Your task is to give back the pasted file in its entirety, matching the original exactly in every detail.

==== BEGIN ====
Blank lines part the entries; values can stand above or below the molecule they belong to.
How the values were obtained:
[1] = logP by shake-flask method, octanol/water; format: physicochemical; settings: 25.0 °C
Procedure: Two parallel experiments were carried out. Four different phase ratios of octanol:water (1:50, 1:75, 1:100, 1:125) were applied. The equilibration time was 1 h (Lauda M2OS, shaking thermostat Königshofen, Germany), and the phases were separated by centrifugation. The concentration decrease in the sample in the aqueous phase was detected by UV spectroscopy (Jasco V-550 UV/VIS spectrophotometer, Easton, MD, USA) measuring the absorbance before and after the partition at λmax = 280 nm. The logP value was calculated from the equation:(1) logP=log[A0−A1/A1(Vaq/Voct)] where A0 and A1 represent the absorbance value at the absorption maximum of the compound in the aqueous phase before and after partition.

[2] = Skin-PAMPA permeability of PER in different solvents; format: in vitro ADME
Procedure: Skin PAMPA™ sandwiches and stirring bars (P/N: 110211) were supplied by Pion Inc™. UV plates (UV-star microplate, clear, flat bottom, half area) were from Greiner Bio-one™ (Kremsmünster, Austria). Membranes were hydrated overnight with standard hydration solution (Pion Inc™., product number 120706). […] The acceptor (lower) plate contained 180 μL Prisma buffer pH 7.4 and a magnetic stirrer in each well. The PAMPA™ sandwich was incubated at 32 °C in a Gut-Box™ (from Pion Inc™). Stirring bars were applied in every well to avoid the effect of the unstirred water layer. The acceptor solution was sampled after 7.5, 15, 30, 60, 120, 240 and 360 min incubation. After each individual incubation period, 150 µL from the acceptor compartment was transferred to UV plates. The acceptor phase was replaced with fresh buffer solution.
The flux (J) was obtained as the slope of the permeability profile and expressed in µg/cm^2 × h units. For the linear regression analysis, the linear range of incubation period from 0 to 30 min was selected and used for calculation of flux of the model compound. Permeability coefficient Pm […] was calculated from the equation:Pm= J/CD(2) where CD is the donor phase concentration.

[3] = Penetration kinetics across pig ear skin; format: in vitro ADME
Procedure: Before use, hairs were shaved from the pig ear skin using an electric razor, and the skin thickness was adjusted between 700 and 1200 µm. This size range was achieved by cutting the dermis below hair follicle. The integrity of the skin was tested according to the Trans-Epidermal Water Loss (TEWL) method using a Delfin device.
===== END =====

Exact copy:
Blank lines part the entries; values can stand above or below the molecule they belong to.
How the values were obtained:
[1] = logP by shake-flask method, octanol/water; format: physicochemical; settings: 25.0 °C
Procedure: Two parallel experiments were carried out. Four different phase ratios of octanol:water (1:50, 1:75, 1:100, 1:125) were applied. The equilibration time was 1 h (Lauda M2OS, shaking thermostat Königshofen, Germany), and the phases were separated by centrifugation. The concentration decrease in the sample in the aqueous phase was detected by UV spectroscopy (Jasco V-550 UV/VIS spectrophotometer, Easton, MD, USA) measuring the absorbance before and after the partition at λmax = 280 nm. The logP value was calculated from the equation:(1) logP=log[A0−A1/A1(Vaq/Voct)] where A0 and A1 represent the absorbance value at the absorption maximum of the compound in the aqueous phase before and after partition.

[2] = Skin-PAMPA permeability of PER in different solvents; format: in vitro ADME
Procedure: Skin PAMPA™ sandwiches and stirring bars (P/N: 110211) were supplied by Pion Inc™. UV plates (UV-star microplate, clear, flat bottom, half area) were from Greiner Bio-one™ (Kremsmünster, Austria). Membranes were hydrated overnight with standard hydration solution (Pion Inc™., product number 120706). […] The acceptor (lower) plate contained 180 μL Prisma buffer pH 7.4 and a magnetic stirrer in each well. The PAMPA™ sandwich was incubated at 32 °C in a Gut-Box™ (from Pion Inc™). Stirring bars were applied in every well to avoid the effect of the unstirred water layer. The acceptor solution was sampled after 7.5, 15, 30, 60, 120, 240 and 360 min incubation. After each individual incubation period, 150 µL from the acceptor compartment was transferred to UV plates. The acceptor phase was replaced with fresh buffer solution.
The flux (J) was obtained as the slope of the permeability profile and expressed in µg/cm^2 × h units. For the linear regression analysis, the linear range of incubation period from 0 to 30 min was selected and used for calculation of flux of the model compound. Permeability coefficient Pm […] was calculated from the equation:Pm= J/CD(2) where CD is the donor phase concentration.

[3] = Penetration kinetics across pig ear skin; format: in vitro ADME
Procedure: Before use, hairs were shaved from the pig ear skin using an electric razor, and the skin thickness was adjusted between 700 and 1200 µm. This size range was achieved by cutting the dermis below hair follicle. The integrity of the skin was tested according to the Trans-Epidermal Water Loss (TEWL) method using a Delfin device.